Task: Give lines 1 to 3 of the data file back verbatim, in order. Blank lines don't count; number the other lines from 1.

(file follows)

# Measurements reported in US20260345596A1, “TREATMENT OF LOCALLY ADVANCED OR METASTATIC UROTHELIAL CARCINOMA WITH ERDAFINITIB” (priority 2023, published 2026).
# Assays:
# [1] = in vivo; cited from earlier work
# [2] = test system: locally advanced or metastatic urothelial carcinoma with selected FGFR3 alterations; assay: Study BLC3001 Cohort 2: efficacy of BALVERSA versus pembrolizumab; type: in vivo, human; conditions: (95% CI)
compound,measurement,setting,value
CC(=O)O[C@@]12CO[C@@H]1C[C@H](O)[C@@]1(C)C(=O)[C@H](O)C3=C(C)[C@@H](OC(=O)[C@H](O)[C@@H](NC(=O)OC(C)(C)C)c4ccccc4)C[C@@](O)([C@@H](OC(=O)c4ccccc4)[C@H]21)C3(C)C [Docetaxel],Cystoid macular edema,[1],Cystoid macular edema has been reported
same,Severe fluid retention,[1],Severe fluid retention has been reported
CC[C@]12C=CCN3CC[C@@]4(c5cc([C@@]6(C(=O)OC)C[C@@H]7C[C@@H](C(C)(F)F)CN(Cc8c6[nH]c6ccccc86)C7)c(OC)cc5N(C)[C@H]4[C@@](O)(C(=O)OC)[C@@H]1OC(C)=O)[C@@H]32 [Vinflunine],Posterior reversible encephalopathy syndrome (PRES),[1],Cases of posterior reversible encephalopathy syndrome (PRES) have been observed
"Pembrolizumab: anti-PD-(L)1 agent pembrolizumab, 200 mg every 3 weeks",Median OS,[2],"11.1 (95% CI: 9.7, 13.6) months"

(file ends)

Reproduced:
# Measurements reported in US20260345596A1, “TREATMENT OF LOCALLY ADVANCED OR METASTATIC UROTHELIAL CARCINOMA WITH ERDAFINITIB” (priority 2023, published 2026).
# Assays:
# [1] = in vivo; cited from earlier work